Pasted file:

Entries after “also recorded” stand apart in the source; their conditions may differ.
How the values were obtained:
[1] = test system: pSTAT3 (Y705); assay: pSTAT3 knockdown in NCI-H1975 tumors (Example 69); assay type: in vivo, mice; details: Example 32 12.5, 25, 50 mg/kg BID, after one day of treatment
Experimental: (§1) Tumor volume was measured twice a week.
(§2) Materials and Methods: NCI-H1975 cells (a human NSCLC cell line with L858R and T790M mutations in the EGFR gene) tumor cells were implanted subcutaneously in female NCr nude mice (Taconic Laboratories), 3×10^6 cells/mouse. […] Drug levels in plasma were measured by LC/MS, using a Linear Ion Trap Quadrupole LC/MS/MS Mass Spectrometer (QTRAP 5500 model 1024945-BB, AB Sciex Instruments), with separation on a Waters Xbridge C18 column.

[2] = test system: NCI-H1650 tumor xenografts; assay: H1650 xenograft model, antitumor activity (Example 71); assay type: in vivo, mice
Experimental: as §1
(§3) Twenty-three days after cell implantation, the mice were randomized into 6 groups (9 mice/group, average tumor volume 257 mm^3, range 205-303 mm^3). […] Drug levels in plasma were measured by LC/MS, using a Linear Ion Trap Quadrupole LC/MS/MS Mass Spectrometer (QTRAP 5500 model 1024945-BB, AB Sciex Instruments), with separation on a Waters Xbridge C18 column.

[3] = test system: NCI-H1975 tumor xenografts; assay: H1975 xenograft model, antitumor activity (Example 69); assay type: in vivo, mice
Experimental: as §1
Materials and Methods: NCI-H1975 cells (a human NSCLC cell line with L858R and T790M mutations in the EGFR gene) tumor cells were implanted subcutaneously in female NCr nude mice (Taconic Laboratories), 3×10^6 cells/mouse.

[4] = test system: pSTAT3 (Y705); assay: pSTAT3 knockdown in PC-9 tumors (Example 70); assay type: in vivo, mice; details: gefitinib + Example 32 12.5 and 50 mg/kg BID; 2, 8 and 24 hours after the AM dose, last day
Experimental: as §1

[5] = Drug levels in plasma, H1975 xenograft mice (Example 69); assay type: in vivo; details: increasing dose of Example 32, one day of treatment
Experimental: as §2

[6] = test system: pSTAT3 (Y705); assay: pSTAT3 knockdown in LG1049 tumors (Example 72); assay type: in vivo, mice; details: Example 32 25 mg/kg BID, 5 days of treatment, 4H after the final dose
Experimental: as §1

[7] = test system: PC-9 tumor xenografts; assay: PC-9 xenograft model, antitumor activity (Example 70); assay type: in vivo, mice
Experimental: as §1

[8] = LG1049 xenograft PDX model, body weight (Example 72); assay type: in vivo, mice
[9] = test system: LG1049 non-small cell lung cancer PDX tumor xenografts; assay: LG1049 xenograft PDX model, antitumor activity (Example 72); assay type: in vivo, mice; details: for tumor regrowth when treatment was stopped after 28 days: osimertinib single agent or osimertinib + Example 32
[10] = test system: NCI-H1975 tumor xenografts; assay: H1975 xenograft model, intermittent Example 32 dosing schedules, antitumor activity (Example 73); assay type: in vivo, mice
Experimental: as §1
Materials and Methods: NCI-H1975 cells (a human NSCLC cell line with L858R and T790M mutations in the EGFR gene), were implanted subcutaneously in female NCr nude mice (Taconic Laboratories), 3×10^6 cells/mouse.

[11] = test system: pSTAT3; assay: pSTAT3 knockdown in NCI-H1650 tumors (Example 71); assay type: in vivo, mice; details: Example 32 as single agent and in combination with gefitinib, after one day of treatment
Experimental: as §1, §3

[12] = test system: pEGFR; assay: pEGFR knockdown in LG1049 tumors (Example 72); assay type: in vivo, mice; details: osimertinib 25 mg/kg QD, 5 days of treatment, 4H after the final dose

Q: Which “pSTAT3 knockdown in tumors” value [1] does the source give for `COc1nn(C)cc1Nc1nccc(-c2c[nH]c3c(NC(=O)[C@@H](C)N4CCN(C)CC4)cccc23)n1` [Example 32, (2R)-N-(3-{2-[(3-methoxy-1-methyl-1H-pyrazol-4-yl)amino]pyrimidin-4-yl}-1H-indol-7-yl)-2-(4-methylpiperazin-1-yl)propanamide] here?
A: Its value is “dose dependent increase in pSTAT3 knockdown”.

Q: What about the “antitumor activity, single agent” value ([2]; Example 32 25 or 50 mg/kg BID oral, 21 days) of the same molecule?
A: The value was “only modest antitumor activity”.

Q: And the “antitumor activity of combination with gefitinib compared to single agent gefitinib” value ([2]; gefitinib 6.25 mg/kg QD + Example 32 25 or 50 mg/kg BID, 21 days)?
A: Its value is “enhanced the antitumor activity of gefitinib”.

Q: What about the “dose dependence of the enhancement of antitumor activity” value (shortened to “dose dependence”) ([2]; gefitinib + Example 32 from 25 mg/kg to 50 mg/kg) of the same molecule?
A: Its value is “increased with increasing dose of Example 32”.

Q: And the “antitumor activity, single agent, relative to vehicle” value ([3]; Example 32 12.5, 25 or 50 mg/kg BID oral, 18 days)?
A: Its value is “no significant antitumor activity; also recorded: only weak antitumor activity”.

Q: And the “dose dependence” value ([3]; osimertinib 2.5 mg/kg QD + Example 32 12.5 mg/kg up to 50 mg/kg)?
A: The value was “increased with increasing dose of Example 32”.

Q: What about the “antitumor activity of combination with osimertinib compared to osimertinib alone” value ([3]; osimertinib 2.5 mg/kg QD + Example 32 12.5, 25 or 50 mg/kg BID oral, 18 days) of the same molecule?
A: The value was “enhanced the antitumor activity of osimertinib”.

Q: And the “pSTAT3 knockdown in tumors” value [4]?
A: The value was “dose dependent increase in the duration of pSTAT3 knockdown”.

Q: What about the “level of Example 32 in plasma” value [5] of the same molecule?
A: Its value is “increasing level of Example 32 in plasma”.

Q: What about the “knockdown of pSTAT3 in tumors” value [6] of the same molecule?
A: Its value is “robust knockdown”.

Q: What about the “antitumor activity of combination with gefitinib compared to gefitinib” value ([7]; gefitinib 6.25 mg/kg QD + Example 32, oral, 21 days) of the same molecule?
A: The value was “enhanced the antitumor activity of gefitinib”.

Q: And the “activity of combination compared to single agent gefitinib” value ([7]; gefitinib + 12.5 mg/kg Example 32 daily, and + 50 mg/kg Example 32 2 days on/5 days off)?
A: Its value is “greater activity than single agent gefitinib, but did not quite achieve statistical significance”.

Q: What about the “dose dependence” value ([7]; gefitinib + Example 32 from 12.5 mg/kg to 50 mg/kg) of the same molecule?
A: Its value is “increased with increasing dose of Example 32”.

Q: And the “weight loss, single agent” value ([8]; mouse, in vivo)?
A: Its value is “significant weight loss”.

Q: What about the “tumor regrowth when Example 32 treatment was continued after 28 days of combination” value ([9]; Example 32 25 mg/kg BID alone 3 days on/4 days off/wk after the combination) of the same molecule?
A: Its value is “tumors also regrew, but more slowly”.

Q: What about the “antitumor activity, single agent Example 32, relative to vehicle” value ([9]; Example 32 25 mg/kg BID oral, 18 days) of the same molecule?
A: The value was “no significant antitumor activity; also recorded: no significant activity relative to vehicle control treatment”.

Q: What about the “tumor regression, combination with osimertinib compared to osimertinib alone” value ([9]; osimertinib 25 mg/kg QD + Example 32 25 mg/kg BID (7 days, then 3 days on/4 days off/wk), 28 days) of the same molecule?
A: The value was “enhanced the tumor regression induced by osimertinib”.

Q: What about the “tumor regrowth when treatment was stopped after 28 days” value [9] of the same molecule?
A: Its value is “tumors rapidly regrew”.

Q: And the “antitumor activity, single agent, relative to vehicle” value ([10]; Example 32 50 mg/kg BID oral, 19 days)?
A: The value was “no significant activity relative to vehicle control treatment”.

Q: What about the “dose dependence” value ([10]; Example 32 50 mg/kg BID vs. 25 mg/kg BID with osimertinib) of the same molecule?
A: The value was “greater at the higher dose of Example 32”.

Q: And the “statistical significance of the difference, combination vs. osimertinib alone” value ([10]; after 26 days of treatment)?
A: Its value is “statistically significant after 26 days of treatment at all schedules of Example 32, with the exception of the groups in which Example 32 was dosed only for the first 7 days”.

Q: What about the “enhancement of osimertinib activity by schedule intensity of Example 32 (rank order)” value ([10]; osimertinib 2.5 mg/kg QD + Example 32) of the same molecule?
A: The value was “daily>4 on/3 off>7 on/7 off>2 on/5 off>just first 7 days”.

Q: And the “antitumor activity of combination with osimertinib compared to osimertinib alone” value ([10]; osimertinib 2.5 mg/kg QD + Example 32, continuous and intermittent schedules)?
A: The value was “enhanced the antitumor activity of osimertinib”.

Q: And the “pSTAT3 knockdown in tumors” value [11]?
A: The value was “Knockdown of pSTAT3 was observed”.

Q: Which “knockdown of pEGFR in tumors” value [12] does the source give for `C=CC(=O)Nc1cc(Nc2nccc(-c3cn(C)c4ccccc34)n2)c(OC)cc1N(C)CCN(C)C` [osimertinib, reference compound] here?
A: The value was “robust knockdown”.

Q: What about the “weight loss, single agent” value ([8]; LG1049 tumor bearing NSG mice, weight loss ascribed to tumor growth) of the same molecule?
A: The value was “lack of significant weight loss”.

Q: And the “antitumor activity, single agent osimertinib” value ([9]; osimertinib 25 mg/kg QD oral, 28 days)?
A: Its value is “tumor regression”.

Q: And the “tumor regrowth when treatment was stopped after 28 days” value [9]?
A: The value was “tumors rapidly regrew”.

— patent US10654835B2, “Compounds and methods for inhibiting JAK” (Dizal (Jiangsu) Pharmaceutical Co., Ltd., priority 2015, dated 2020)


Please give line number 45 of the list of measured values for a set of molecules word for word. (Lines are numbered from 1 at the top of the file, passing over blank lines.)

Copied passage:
A: Its value is “increasing level of Example 32 in plasma”.